Is it weird that I kinda enjoy organizing all the takes, making a million fades, and taking out burps and what not? Can you actually make a living doing this or do you half to still have five other part time jobs?
So far I barely been able to pay the bills just doing Location work in SF, so I am trying to expand my skill sets. Do you pro lifers out there find its better to diversify, or become really proficient at one or a few (not that you can't do it all) audio related jobs. I also do Live engineering sometimes, and some home studio recording, and I teach a little.
Anyone feel like they want to get away from the holiday madness and share some thoughts on pro sound carers?
I think it depends on where you hang your hat. If you're in a town where unions are big, you probably can't do a lot of different things. Having said that, I'm sure the indie scene is flying under the union radars in NY, LA and Chicago.
I like the diversified approach; as long as you can really do the job. You're only as good as your last job and if you represent yourself as being able to do something and can't, word gets around.
I evolved into music mastering and location audio. I've been doing each for more than ten years now and a good portion of my business comes form both.
You can try small projects and work your way up. I'm doing exactly that with my lighting, shooting and editing. I've been doing low risk projects that allow me to get my chops up. So far, so good!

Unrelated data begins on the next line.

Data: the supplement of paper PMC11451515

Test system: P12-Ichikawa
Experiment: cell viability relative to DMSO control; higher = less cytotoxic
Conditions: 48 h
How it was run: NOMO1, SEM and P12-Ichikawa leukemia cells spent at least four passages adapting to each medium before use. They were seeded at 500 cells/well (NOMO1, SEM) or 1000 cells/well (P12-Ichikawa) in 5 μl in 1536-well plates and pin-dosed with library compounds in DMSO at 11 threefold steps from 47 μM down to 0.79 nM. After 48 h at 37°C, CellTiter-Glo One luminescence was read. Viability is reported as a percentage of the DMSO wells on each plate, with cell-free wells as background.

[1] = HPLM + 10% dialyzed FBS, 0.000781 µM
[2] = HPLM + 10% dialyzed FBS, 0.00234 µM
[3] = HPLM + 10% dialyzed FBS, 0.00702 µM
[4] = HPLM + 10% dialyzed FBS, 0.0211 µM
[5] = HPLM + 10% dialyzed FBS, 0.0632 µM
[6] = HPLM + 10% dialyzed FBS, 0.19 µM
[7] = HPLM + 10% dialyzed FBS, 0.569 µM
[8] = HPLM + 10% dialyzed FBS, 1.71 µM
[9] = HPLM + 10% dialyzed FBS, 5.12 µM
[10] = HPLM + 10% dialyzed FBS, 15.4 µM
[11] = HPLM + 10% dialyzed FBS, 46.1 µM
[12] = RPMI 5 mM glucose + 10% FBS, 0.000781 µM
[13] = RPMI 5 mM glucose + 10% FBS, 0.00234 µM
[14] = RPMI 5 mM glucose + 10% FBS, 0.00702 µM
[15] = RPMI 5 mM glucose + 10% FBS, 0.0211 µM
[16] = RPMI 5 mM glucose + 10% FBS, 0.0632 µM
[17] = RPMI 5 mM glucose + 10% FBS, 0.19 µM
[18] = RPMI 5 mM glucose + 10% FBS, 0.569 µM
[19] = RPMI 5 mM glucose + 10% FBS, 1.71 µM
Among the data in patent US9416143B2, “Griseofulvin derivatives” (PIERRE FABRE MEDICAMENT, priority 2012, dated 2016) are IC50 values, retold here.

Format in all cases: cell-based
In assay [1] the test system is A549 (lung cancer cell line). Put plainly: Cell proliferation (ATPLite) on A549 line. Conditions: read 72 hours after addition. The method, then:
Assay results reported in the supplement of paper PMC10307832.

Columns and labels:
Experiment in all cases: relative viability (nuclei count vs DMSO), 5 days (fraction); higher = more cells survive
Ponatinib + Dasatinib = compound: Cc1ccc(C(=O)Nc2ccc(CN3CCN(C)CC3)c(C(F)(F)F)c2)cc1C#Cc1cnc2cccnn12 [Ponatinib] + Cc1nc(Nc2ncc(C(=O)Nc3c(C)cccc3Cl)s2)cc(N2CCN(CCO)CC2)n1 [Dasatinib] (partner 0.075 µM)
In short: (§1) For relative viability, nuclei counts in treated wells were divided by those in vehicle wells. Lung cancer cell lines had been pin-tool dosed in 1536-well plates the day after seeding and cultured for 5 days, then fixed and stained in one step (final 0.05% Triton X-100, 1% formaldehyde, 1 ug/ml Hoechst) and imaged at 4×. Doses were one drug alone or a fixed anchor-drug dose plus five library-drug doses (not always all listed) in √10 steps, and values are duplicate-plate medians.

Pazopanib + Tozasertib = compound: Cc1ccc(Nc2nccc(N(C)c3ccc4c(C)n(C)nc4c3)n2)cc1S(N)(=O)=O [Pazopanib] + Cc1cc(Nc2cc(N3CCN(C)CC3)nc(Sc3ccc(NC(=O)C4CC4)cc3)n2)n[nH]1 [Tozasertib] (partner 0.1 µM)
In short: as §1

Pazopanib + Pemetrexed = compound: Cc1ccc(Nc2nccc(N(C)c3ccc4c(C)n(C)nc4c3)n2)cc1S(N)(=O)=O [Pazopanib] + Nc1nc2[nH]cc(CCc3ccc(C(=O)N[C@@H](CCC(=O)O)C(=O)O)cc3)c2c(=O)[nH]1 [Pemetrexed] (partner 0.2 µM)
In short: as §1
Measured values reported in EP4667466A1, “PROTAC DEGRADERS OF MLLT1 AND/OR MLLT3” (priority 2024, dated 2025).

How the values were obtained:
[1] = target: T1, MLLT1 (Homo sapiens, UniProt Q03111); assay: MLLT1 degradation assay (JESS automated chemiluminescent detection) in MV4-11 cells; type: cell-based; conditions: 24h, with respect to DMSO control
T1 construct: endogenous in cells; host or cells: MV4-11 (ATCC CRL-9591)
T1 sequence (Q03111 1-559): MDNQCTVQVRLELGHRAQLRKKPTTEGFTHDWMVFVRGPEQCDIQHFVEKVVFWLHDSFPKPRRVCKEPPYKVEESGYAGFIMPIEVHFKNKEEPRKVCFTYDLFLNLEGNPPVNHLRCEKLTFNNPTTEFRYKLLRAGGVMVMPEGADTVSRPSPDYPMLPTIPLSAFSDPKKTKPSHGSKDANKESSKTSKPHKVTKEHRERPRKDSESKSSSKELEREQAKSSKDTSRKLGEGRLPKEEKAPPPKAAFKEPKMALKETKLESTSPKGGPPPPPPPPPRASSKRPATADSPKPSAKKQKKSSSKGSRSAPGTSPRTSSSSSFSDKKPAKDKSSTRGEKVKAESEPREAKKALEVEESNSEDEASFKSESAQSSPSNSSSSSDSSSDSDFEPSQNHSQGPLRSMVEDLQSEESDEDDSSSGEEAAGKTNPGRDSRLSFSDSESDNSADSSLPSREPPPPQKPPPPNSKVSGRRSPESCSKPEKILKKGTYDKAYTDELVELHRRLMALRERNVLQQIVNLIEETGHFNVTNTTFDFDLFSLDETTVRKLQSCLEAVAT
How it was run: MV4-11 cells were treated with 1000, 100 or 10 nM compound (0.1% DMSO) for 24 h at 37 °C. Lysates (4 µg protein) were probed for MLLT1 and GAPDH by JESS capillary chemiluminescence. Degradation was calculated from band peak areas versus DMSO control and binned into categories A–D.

Is it weird... ? YES! Haha... But seriously: part of the job and glad to meet someone that loves it. We all have our niches.
I've always waffled / been 50-50 on diversity vs. specialization. I came from an audio shop that had large-scale specialization and I did the same thing every day for 3 years with no room to move. Just the way it was. Then moved to a smaller facility where we all had to be capable of doing everything and now almost 10 years later, I'm happy to say I HAVE done it all, have my areas I like/I'm better at through natural course/preference and those that I do because I have to in order to provide a service.
So I think it depends on the size of your environment / union rules, etc. Enjoy being ABLE to do many different things. It may change where you decide or 'have to' go into mainly one area. I always say to students/those starting out: get as much experience as you can in as many areas as you can on lower/no budget projects so you can (maybe) screw it up there and live to see another day and learn from what happened. Then you may end up getting better and better and quicker and quicker and find it easier and easier at mainly one thing. If that happens, accept it and love it! (and collect money for it!)